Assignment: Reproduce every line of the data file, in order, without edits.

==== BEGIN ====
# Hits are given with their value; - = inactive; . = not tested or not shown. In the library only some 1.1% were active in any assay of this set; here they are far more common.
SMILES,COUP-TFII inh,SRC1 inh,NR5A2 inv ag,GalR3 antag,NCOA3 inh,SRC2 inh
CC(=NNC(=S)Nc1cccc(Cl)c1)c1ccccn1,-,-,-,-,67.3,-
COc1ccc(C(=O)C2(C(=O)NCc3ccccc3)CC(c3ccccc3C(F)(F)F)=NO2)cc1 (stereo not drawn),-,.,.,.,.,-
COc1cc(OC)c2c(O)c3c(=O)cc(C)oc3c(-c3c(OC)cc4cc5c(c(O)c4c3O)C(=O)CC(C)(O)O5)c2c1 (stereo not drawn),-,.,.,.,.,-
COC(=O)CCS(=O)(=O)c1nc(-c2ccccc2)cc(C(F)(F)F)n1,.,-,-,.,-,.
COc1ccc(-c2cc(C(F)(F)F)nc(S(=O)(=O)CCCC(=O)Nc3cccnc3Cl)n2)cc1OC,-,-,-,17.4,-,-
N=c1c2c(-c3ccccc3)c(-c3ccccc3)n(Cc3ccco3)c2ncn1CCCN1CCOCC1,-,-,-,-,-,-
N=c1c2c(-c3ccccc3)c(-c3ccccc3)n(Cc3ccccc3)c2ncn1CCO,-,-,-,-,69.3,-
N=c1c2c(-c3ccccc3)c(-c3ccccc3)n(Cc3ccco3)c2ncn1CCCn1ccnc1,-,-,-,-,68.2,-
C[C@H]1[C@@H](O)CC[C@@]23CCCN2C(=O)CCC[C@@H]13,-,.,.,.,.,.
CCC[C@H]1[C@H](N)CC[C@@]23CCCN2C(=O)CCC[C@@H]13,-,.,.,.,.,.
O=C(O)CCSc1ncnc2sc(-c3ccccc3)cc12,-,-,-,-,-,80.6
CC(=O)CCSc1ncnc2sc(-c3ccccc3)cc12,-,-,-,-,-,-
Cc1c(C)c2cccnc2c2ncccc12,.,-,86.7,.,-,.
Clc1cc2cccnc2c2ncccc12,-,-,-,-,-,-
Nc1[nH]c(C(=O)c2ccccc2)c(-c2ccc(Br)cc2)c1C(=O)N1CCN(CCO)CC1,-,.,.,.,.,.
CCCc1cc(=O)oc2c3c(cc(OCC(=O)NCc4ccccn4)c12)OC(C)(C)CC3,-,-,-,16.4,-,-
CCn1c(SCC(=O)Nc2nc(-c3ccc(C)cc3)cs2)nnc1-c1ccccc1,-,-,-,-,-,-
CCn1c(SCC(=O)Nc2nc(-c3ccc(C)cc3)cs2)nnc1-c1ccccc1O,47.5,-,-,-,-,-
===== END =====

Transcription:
# Hits are given with their value; - = inactive; . = not tested or not shown. In the library only some 1.1% were active in any assay of this set; here they are far more common.
SMILES,COUP-TFII inh,SRC1 inh,NR5A2 inv ag,GalR3 antag,NCOA3 inh,SRC2 inh
CC(=NNC(=S)Nc1cccc(Cl)c1)c1ccccn1,-,-,-,-,67.3,-
COc1ccc(C(=O)C2(C(=O)NCc3ccccc3)CC(c3ccccc3C(F)(F)F)=NO2)cc1 (stereo not drawn),-,.,.,.,.,-
COc1cc(OC)c2c(O)c3c(=O)cc(C)oc3c(-c3c(OC)cc4cc5c(c(O)c4c3O)C(=O)CC(C)(O)O5)c2c1 (stereo not drawn),-,.,.,.,.,-
COC(=O)CCS(=O)(=O)c1nc(-c2ccccc2)cc(C(F)(F)F)n1,.,-,-,.,-,.
COc1ccc(-c2cc(C(F)(F)F)nc(S(=O)(=O)CCCC(=O)Nc3cccnc3Cl)n2)cc1OC,-,-,-,17.4,-,-
N=c1c2c(-c3ccccc3)c(-c3ccccc3)n(Cc3ccco3)c2ncn1CCCN1CCOCC1,-,-,-,-,-,-
N=c1c2c(-c3ccccc3)c(-c3ccccc3)n(Cc3ccccc3)c2ncn1CCO,-,-,-,-,69.3,-
N=c1c2c(-c3ccccc3)c(-c3ccccc3)n(Cc3ccco3)c2ncn1CCCn1ccnc1,-,-,-,-,68.2,-
C[C@H]1[C@@H](O)CC[C@@]23CCCN2C(=O)CCC[C@@H]13,-,.,.,.,.,.
CCC[C@H]1[C@H](N)CC[C@@]23CCCN2C(=O)CCC[C@@H]13,-,.,.,.,.,.
O=C(O)CCSc1ncnc2sc(-c3ccccc3)cc12,-,-,-,-,-,80.6
CC(=O)CCSc1ncnc2sc(-c3ccccc3)cc12,-,-,-,-,-,-
Cc1c(C)c2cccnc2c2ncccc12,.,-,86.7,.,-,.
Clc1cc2cccnc2c2ncccc12,-,-,-,-,-,-
Nc1[nH]c(C(=O)c2ccccc2)c(-c2ccc(Br)cc2)c1C(=O)N1CCN(CCO)CC1,-,.,.,.,.,.
CCCc1cc(=O)oc2c3c(cc(OCC(=O)NCc4ccccn4)c12)OC(C)(C)CC3,-,-,-,16.4,-,-
CCn1c(SCC(=O)Nc2nc(-c3ccc(C)cc3)cs2)nnc1-c1ccccc1,-,-,-,-,-,-
CCn1c(SCC(=O)Nc2nc(-c3ccc(C)cc3)cs2)nnc1-c1ccccc1O,47.5,-,-,-,-,-